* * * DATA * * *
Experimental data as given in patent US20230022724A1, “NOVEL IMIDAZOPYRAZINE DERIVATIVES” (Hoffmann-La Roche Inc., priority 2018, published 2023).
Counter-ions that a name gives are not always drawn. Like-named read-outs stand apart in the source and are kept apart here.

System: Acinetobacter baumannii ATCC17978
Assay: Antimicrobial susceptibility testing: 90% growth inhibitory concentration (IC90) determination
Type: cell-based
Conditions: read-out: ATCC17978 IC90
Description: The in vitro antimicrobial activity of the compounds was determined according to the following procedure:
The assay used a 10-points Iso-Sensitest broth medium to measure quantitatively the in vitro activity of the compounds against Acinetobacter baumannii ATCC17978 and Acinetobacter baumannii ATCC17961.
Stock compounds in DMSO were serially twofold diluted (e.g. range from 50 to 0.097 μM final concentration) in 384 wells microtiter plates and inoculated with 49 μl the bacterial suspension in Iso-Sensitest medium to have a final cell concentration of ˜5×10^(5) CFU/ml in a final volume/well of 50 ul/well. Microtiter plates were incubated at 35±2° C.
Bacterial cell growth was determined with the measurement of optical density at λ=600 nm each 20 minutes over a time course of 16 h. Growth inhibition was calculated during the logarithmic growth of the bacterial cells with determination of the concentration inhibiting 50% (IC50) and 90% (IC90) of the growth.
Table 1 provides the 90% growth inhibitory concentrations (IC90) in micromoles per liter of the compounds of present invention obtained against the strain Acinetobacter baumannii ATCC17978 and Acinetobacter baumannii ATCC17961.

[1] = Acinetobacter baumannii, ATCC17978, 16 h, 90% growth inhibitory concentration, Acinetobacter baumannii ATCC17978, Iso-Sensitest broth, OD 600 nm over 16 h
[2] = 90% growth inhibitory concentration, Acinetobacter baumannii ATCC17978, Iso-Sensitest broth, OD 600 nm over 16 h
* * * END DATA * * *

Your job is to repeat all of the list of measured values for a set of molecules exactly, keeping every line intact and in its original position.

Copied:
Experimental data as given in patent US20230022724A1, “NOVEL IMIDAZOPYRAZINE DERIVATIVES” (Hoffmann-La Roche Inc., priority 2018, published 2023).
Counter-ions that a name gives are not always drawn. Like-named read-outs stand apart in the source and are kept apart here.

System: Acinetobacter baumannii ATCC17978
Assay: Antimicrobial susceptibility testing: 90% growth inhibitory concentration (IC90) determination
Type: cell-based
Conditions: read-out: ATCC17978 IC90
Description: The in vitro antimicrobial activity of the compounds was determined according to the following procedure:
The assay used a 10-points Iso-Sensitest broth medium to measure quantitatively the in vitro activity of the compounds against Acinetobacter baumannii ATCC17978 and Acinetobacter baumannii ATCC17961.
Stock compounds in DMSO were serially twofold diluted (e.g. range from 50 to 0.097 μM final concentration) in 384 wells microtiter plates and inoculated with 49 μl the bacterial suspension in Iso-Sensitest medium to have a final cell concentration of ˜5×10^(5) CFU/ml in a final volume/well of 50 ul/well. Microtiter plates were incubated at 35±2° C.
Bacterial cell growth was determined with the measurement of optical density at λ=600 nm each 20 minutes over a time course of 16 h. Growth inhibition was calculated during the logarithmic growth of the bacterial cells with determination of the concentration inhibiting 50% (IC50) and 90% (IC90) of the growth.
Table 1 provides the 90% growth inhibitory concentrations (IC90) in micromoles per liter of the compounds of present invention obtained against the strain Acinetobacter baumannii ATCC17978 and Acinetobacter baumannii ATCC17961.

[1] = Acinetobacter baumannii, ATCC17978, 16 h, 90% growth inhibitory concentration, Acinetobacter baumannii ATCC17978, Iso-Sensitest broth, OD 600 nm over 16 h
[2] = 90% growth inhibitory concentration, Acinetobacter baumannii ATCC17978, Iso-Sensitest broth, OD 600 nm over 16 h